COBRA can be expensive, so consider all your options before you choose it. And know that if you choose COBRA and later lose those benefits, you may qualify for a special enrollment period in the marketplace again. This can occur if your COBRA costs change or your employer stops the coverage for any reason.

Another potential option to consider if you lose employer health care coverage during coronavirus (or anytime) is short-term coverage. Short-term medical coverage plans are often referred to as catastrophic plans. They don’t qualify as ACA-compliant plans because they don’t include all the benefits required, but they do cover emergency medical and major hospital treatments. This can help ensure that you’re covered if you experience a serious illness or injury that requires inpatient treatment. 

What if Your Income Drops Because of COVID?

Sometimes, you might already have an ACA-compliant individual plan from the marketplace. Typically, when you apply for such plans, you enter your income. That information is used to see if you qualify for subsidies to help you pay for your health insurance.

If your income drops because your hours are cut, or you take a pay cut due to coronavirus, you should update your information with the insurance marketplace immediately. It might be that you can be considered for a subsidy — and a reduction in the portion of the premium you pay — based on your income change.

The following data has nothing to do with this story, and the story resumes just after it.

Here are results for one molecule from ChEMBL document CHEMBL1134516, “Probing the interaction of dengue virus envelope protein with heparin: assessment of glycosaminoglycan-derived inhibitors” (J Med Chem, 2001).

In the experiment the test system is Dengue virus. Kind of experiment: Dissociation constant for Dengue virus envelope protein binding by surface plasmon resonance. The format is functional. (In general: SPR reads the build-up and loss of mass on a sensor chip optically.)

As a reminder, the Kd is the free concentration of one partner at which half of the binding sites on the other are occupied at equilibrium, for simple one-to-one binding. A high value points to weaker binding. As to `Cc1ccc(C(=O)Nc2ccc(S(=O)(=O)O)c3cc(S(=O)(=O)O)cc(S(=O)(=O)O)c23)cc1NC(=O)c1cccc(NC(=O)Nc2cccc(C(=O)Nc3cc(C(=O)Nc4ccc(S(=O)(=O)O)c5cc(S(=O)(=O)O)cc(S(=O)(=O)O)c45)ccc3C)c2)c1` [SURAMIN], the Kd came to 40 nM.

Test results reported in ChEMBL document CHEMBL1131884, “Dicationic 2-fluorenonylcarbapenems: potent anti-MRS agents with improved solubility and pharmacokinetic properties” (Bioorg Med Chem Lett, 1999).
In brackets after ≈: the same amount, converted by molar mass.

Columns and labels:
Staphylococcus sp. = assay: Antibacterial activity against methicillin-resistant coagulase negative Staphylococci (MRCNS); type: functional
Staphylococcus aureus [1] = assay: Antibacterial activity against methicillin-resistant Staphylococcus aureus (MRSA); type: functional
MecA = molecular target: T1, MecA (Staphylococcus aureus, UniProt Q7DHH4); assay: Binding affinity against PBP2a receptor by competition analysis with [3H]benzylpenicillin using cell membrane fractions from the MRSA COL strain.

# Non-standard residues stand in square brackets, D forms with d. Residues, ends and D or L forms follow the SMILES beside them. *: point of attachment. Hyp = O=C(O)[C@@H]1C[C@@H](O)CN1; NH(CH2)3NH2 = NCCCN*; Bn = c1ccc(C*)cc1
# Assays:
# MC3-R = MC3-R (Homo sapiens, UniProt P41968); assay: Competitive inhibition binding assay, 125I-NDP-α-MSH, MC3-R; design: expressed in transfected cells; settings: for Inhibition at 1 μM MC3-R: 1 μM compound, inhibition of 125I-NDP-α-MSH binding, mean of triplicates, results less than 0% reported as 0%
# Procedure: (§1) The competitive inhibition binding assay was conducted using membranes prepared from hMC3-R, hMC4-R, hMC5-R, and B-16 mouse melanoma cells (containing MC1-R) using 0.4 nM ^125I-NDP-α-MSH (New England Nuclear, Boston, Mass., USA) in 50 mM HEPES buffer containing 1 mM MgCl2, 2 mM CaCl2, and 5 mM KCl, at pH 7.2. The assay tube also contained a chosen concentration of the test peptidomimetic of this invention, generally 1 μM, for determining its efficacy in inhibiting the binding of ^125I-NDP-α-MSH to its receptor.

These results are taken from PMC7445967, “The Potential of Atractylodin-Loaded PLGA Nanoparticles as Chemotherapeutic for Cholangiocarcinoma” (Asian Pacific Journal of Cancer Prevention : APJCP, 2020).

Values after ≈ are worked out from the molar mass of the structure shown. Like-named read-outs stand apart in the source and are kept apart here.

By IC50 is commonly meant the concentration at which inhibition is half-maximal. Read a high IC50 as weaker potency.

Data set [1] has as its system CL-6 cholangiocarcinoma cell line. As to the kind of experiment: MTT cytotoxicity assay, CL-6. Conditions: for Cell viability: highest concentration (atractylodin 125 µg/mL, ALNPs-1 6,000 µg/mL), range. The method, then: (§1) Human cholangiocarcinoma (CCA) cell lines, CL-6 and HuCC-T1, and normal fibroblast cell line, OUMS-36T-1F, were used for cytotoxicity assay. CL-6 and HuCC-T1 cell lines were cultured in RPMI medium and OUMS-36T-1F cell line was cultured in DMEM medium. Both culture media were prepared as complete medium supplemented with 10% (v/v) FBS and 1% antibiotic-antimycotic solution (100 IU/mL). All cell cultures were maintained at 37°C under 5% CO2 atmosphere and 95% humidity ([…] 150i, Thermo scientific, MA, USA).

You should also contact your insurance company. Many companies have programs that allow them to offer premium discounts or other assistance to individuals experiencing a financial crisis.

Whatever you do, don’t ignore the issue. Often, you may have a grace period during which insurance will not be canceled if you miss a payment. This is especially true if you’re receiving certain types of financial aid to help pay for the insurance. But you shouldn’t wait and rely solely on that grace period, believing that you can bring your financial situation around in a month or two. Reach out to the insurance company to learn more about your options so you can make educated decisions.

Work With an Insurance Agent

Whether you’re buying insurance during an open enrollment period or looking to cover yourself and your family after a job loss, the key to sustainable insurance coverage is smart shopping. By looking at all of your options, making use of all assistance available to you, and choosing the right plan for you and your budget, you can help increase the likelihood you can afford the insurance long-term.

Reach out to the agents at TrueCoverage today for experienced help in comparing plans and finding the best plan for you. You can also browse coverage and apply for medical insurance and other types of insurance online via our website. 

Our goal is to provide you with the information and assistance you need to make the best possible decisions — whether you’re doing so because of unfortunate pandemic events or during a normal open enrollment period.

p.c: Pixabay